Director: David Lean
Writers: Robert Bolt, Michael Wilson, T.E. Lawrence (writings)
Starring: Peter O’Toole, Alec Guinness, Anthony Quinn, Jack Hawkins, Omar Sharif, José Ferrer, Anthony Quayle, Claude Rains, Arthur Kennedy
I know. It seems a crime to highlight one of the greatest movies ever made in the Penny Thoughts feature and not really discuss what makes it so good, but I’d really like to discuss something else. Don’t worry. I’m bound to watch it again someday. What I’d like to talk about is David 8 from the recent theatrical release “Prometheus”.
David is the artificial human on board the spaceship Prometheus in the new movie of the same name. He is obsesses over the movie “Lawrence of Arabia”. He even dyes his hair blonde so he looks eerily similar to Peter O’Toole as T.E. Lawrence in this iconic film. He watches the movie and quotes it, but you never see him learning or reading about the real T.E. Lawrence. Upon my initial viewing, I thought this had something to do with the artifice of the dramatization of Lawrence’s life and how that related to the artifice of life that David led.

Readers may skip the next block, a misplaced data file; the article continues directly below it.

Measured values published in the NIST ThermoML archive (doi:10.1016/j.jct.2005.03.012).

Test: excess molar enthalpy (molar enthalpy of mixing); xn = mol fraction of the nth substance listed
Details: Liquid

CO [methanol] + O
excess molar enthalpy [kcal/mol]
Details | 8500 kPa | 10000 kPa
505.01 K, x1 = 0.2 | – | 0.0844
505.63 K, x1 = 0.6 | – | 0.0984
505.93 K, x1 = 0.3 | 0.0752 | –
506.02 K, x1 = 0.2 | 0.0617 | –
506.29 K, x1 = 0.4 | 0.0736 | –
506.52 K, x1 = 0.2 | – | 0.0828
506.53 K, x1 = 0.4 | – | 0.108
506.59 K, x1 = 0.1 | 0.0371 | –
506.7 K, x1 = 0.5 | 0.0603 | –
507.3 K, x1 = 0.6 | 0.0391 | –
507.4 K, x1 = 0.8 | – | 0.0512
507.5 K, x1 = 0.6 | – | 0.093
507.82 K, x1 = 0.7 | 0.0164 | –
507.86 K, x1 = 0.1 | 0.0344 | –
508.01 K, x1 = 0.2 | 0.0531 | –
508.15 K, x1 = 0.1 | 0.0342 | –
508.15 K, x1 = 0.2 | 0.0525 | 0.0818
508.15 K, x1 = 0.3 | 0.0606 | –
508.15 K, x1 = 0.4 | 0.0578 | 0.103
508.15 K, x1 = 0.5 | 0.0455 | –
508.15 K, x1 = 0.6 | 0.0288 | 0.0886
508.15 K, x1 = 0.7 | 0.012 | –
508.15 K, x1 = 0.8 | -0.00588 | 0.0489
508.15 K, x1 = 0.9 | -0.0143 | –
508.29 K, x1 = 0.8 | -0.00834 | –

After seeing “Lawrence of Arabia” again, I think it’s not that simple. Lawrence was a bigger than life figure, at least that’s what he is in the movie. Like David, he doesn’t fit in very well with people, despite the fact he is meant to. Lawrence is a soldier who seems ill at ease in a uniform. David seems ill at ease as a human. Both characters strive to find their full potential. Both have savior complexes. Both see themselves as something like a God among men. Both learn otherwise.
David’s story in “Prometheus” seems to end a point similar to when the Turk played by Jose Ferrer captures Lawrence in that movie. David says something to the real god of man—I wonder just what, because I can’t see David finding any of the human requests worthy of his translation—and has his head ripped off for it. Lawrence is beaten and later confesses he would’ve told them anything they had wanted to know had they asked. The experience changes Lawrence. It brings out his savage nature. “Prometheus” ends before we see the full effects of David’s encounter with the Engineer. Perhaps in the next chapter, we will find that David has also come closer to realizing the extremes of human emotion, like Lawrence eventually did.